46th Regiment Bengal N. I., who had spent many years collecting the Fauna of Thibet and the Himalayan mountains, volunteered to share the hardships of African exploration.
In October 1854, the writer and his companions received at Aden in Arabia the sanction of the Court of Directors. It was his intention to march in a body, using Berberah as a base of operations, westwards to Harar, and thence in a south-easterly direction towards Zanzibar.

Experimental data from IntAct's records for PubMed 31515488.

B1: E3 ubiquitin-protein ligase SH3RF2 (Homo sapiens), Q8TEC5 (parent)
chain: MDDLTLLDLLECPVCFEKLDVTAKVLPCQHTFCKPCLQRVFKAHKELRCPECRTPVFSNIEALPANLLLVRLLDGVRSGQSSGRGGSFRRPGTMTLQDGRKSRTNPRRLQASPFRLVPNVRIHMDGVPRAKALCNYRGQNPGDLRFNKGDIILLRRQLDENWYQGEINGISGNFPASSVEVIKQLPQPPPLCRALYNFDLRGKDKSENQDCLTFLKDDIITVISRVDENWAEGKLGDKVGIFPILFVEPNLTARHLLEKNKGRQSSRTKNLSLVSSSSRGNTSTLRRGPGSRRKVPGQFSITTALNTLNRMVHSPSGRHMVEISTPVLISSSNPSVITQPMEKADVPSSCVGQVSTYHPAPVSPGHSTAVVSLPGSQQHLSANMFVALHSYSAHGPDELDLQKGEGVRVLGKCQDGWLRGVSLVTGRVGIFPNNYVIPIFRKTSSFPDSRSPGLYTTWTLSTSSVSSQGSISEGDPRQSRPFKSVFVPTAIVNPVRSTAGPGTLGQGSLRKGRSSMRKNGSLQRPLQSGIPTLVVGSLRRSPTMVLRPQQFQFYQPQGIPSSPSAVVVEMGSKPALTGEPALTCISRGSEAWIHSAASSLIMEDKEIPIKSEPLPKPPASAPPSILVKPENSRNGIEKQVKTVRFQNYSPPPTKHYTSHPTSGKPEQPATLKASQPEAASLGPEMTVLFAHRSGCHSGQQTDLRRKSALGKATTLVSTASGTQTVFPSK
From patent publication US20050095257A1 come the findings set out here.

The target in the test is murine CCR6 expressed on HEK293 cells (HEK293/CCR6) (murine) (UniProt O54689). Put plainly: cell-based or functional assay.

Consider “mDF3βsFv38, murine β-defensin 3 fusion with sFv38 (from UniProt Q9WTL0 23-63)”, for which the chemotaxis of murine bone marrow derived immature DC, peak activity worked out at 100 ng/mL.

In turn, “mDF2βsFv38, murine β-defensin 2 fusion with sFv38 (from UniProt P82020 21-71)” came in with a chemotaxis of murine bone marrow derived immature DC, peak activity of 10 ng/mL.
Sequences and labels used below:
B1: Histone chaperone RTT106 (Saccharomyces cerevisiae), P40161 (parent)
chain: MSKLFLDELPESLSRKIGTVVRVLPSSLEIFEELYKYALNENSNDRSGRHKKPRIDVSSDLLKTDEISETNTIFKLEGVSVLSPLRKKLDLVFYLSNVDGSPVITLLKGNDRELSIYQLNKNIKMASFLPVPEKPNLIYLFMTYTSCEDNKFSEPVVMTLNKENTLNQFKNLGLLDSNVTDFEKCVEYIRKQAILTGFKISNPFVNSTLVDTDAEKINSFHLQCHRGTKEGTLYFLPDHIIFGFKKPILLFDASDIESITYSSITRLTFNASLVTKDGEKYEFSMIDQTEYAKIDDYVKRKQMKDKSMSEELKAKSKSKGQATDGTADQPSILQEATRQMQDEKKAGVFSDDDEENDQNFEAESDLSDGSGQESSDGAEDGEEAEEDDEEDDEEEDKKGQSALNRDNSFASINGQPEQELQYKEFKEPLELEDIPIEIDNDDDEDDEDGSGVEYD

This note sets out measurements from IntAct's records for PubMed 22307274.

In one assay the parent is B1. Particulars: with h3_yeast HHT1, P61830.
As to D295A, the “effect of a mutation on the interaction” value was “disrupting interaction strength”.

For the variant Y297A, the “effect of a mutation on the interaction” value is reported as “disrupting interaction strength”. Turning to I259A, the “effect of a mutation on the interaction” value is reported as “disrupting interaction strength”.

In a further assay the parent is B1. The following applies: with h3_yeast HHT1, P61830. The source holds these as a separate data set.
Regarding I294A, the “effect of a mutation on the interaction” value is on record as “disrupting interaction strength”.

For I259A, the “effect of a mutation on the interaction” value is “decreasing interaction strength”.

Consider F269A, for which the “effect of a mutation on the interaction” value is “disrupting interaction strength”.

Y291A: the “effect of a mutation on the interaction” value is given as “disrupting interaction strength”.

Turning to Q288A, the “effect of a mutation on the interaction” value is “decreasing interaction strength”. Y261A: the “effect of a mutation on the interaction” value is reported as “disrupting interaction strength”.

But the voice of society at Aden was loud against the expedition. The rough manners, the fierce looks, and the insolent threats of the Somal-- the effects of our too peaceful rule--had pre-possessed the timid colony at the "Eye of Yemen" with an idea of extreme danger. The Anglo-Saxon spirit suffers, it has been observed, from confinement within any but wooden walls, and the European degenerates rapidly, as do his bull-dogs, his game-cocks, and other pugnacious animals, in the hot, enervating, and unhealthy climates of the East. The writer and his comrades were repr